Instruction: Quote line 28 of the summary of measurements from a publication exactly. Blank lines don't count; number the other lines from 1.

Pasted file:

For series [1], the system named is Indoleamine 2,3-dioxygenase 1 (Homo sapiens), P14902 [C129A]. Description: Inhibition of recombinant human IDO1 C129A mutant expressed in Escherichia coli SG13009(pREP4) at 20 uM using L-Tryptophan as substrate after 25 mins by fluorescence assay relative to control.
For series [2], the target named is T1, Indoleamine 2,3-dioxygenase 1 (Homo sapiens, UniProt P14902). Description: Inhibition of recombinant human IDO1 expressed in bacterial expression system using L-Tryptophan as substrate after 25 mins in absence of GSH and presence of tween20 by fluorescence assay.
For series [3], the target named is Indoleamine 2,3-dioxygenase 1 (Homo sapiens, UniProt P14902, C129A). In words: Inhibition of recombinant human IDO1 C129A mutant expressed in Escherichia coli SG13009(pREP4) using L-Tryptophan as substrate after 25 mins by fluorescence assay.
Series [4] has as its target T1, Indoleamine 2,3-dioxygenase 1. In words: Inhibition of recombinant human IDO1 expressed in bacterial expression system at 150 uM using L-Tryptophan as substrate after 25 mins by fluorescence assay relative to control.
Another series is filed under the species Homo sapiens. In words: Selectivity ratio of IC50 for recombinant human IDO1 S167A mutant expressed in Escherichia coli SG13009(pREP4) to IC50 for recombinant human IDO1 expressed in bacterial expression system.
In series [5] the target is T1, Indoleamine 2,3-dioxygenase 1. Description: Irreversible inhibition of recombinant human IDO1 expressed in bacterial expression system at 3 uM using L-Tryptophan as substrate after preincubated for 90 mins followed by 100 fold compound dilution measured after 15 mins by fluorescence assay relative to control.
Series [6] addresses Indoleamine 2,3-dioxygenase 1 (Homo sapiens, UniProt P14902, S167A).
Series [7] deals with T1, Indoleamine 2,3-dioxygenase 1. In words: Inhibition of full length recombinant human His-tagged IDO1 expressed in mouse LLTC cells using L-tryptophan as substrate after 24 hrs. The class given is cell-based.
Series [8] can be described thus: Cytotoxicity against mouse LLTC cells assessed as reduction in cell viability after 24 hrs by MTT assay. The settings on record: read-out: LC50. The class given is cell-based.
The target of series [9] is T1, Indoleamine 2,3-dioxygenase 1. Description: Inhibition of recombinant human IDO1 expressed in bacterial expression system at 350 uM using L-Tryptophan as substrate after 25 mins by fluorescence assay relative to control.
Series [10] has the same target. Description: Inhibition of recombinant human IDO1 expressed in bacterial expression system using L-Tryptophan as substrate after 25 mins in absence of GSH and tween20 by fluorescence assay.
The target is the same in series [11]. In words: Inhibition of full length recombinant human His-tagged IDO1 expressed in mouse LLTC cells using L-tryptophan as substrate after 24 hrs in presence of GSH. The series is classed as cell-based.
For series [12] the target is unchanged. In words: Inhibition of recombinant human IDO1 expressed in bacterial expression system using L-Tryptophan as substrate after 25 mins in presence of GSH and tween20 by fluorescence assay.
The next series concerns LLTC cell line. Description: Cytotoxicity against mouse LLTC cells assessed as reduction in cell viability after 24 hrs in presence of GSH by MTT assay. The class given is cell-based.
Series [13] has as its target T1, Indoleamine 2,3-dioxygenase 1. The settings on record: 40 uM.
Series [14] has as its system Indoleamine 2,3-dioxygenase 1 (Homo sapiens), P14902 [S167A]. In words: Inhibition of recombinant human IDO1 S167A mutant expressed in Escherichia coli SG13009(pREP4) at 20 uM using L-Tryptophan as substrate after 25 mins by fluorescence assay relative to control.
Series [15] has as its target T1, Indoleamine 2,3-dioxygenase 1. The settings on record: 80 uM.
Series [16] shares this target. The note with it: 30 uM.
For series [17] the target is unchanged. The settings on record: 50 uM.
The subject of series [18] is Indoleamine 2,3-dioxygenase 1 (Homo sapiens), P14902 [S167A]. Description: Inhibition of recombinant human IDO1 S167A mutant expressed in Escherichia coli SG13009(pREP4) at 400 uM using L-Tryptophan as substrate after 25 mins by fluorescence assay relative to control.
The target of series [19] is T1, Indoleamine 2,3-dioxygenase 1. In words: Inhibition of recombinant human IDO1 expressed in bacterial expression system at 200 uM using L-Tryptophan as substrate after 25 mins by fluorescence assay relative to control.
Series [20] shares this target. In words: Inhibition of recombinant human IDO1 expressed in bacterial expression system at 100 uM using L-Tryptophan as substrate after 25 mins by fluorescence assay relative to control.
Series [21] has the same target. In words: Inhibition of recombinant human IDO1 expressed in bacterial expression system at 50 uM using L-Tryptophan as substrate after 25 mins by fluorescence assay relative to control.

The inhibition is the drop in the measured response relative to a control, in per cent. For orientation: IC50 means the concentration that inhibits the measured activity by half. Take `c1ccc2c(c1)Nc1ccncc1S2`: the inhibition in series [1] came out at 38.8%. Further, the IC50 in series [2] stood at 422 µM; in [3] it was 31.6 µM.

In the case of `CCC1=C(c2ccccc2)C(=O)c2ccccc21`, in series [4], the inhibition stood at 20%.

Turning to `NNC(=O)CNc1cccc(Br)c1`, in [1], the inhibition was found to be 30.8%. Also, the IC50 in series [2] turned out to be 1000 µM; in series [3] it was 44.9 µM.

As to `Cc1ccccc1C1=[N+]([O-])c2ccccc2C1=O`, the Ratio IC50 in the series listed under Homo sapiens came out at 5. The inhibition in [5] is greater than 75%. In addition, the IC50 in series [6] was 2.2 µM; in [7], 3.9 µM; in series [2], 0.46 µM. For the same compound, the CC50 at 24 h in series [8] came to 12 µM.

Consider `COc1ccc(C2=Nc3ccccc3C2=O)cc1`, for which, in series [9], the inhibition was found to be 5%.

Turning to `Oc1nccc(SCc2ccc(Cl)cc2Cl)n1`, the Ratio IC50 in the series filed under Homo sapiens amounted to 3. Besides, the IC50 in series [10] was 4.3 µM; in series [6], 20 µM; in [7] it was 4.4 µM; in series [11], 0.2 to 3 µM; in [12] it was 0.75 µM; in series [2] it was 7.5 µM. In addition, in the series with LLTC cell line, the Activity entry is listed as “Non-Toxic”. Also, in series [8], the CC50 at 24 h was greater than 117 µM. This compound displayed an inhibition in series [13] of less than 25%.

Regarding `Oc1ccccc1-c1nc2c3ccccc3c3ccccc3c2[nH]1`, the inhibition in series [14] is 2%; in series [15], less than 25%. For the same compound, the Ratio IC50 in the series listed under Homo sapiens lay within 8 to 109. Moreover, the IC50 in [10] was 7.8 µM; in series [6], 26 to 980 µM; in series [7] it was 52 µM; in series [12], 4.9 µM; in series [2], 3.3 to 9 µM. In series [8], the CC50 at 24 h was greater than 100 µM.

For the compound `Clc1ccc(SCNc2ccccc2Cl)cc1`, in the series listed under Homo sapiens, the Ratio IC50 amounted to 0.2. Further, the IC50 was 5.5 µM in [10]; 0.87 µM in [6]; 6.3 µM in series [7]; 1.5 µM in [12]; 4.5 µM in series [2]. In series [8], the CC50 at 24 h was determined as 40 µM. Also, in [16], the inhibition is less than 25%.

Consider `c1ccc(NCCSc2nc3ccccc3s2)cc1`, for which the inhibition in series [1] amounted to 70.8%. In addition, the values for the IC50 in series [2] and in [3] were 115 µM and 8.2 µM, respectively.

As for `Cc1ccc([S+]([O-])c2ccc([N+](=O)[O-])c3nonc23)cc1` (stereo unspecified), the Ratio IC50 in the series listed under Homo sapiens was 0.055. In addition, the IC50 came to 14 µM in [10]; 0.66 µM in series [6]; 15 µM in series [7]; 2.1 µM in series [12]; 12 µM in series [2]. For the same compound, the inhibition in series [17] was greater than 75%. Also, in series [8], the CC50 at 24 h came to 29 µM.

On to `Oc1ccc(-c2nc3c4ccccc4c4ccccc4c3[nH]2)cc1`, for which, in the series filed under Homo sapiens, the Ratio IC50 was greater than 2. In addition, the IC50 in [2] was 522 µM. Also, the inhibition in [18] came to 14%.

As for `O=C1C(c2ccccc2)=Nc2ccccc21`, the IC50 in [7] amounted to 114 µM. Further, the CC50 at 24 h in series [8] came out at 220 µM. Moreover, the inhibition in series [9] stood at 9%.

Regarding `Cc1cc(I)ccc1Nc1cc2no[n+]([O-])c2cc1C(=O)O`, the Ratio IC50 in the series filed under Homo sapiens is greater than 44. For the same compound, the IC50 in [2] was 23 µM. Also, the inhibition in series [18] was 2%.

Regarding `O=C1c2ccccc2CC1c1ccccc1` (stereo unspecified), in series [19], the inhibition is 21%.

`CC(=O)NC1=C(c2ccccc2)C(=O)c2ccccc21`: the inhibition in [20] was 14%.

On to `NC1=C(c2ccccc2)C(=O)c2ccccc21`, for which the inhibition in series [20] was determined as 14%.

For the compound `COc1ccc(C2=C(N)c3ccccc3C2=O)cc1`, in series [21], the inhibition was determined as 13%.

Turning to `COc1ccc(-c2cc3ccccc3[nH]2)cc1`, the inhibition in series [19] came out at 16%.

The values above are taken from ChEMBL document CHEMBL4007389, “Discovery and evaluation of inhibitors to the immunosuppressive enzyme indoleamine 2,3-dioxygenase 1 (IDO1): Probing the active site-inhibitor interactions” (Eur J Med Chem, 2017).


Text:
Consider `COc1ccc(C2=Nc3ccccc3C2=O)cc1`, for which, in series [9], the inhibition was found to be 5%.